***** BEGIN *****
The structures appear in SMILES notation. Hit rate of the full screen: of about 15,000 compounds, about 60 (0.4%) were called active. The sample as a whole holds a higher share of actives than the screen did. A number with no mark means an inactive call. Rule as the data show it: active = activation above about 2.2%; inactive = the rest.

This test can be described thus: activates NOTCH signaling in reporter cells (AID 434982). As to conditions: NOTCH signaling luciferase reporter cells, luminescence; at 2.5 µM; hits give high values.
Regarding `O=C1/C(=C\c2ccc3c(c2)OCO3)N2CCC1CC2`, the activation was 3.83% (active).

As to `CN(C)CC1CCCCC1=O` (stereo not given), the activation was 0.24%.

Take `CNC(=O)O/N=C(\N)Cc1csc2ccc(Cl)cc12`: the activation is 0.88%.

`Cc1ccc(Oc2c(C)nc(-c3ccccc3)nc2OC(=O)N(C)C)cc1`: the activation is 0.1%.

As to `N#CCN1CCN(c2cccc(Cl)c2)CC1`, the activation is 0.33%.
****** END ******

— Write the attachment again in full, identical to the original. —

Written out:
The structures appear in SMILES notation. Hit rate of the full screen: of about 15,000 compounds, about 60 (0.4%) were called active. The sample as a whole holds a higher share of actives than the screen did. A number with no mark means an inactive call. Rule as the data show it: active = activation above about 2.2%; inactive = the rest.

This test can be described thus: activates NOTCH signaling in reporter cells (AID 434982). As to conditions: NOTCH signaling luciferase reporter cells, luminescence; at 2.5 µM; hits give high values.
Regarding `O=C1/C(=C\c2ccc3c(c2)OCO3)N2CCC1CC2`, the activation was 3.83% (active).

As to `CN(C)CC1CCCCC1=O` (stereo not given), the activation was 0.24%.

Take `CNC(=O)O/N=C(\N)Cc1csc2ccc(Cl)cc12`: the activation is 0.88%.

`Cc1ccc(Oc2c(C)nc(-c3ccccc3)nc2OC(=O)N(C)C)cc1`: the activation is 0.1%.

As to `N#CCN1CCN(c2cccc(Cl)c2)CC1`, the activation is 0.33%.